And amid the pandemic, protests against racism and police brutality have taken place across the country following the police killing of George Floyd, a Black man in Minneapolis, back in May. These calls for justice have prompted some companies to publicly support the Black Lives Matter movement and try to address racial equity within their own organizations.
These major events potentially have huge ramifications for the 2020 election. Here were some of our findings:
What Americans have trouble affording and their fears
Nearly half of all Americans, about 47%, say they would find it at least somewhat difficult to pay for an unexpected $250 expense — an increase from 41% in May 2020.
Black and Hispanic/Latinx respondents are more likely than white respondents to say that such an expense would be difficult to pay.
The poll also found that:
• One-third of Americans have less income now than before the pandemic.
• 30% of Americans say they’ve tried to collect unemployment benefits, with half of them telling us they were not successful.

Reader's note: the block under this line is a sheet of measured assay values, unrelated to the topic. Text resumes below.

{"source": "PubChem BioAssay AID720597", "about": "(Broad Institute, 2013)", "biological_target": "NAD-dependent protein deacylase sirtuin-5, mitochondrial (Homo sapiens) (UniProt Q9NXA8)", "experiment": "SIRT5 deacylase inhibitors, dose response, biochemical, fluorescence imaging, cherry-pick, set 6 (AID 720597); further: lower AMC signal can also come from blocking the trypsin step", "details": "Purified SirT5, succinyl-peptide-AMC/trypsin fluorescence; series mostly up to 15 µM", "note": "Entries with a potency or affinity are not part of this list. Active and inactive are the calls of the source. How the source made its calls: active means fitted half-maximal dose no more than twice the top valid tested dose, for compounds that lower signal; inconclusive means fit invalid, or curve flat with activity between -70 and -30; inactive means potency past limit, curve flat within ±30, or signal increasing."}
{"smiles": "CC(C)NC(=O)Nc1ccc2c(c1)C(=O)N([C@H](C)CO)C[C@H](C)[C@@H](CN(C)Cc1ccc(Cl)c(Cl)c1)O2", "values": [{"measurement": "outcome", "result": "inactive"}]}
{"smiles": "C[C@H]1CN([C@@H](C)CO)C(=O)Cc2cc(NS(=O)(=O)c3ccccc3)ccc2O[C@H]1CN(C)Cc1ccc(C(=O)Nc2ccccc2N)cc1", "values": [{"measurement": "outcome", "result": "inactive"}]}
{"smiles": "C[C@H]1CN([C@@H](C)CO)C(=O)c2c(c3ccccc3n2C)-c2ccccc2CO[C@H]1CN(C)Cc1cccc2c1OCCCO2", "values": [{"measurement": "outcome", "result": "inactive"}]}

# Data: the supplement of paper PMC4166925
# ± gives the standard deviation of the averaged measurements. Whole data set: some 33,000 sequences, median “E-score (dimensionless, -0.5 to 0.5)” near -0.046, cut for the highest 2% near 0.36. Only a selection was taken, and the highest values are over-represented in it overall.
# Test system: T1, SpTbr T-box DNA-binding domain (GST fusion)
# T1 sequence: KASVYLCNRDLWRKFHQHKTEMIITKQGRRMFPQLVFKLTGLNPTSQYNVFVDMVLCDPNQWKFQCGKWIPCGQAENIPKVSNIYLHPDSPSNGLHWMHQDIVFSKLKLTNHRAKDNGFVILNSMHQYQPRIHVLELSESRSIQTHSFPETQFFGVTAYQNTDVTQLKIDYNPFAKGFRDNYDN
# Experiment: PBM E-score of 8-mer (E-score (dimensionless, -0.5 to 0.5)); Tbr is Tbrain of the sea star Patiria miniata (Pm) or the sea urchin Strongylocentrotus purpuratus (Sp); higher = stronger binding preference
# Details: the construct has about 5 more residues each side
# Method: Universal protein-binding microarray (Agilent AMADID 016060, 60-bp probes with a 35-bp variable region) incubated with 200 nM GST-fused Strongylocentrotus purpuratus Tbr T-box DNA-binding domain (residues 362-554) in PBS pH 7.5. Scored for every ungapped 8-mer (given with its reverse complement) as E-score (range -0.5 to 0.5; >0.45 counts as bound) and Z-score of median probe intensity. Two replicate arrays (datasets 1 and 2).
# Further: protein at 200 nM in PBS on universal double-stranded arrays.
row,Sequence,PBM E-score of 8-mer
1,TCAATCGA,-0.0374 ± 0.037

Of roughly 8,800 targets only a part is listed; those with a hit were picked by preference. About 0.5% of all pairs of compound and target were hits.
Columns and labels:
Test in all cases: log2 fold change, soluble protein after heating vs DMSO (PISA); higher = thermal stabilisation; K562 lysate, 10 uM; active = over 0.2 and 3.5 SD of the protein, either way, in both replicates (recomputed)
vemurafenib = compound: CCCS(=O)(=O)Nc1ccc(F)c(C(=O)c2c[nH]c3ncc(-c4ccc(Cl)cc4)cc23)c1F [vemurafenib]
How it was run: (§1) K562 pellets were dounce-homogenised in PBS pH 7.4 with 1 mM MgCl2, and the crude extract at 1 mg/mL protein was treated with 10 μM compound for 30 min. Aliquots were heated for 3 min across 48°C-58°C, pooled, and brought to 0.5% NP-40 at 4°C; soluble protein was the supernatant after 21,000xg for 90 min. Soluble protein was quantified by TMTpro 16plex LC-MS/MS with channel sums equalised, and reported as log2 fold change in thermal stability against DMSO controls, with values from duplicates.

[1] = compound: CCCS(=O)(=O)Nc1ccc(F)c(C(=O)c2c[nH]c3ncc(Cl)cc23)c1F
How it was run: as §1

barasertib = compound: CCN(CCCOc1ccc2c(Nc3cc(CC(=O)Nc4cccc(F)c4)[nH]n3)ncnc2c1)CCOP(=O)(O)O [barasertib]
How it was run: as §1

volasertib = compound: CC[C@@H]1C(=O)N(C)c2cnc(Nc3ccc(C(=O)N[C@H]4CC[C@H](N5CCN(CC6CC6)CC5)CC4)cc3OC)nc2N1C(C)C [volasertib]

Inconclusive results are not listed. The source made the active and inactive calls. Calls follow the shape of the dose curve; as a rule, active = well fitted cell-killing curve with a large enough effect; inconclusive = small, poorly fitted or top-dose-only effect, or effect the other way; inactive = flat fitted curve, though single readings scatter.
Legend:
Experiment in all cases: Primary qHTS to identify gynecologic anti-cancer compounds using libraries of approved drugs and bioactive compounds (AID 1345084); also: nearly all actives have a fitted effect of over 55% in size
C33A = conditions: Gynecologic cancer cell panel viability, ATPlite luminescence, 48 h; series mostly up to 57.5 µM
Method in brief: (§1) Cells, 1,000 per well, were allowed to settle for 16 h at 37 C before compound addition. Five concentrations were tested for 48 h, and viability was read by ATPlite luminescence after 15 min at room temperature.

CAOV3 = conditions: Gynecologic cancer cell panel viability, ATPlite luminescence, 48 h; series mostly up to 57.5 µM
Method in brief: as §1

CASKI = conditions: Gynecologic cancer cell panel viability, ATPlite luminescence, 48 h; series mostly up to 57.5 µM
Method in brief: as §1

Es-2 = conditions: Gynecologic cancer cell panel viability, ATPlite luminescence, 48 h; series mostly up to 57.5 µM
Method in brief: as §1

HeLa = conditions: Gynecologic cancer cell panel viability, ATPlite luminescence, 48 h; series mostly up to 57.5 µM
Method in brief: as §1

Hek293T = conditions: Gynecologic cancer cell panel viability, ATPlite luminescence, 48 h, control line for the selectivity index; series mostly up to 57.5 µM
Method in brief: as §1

• In the past six months, 18% of renters have missed a payment on their rent, while 64% of Americans are at least “a little” fearful of being unable to pay their rent.
• In the past six months, 14% of mortgage holders have missed a payment on their mortgage, while 48% of Americans are at least “a little” fearful they will miss their mortgage payment.
• More than half of all Americans are fearful of losing their jobs, and just one-third are very confident they would find a new job should they lose their current job.
• 61% of Americans say they are at least “a little” fearful of facing an unexpected medical bill.
• 72% of Americans who have student loans say they are at least “a little” fearful about being unable to make a student loan payment.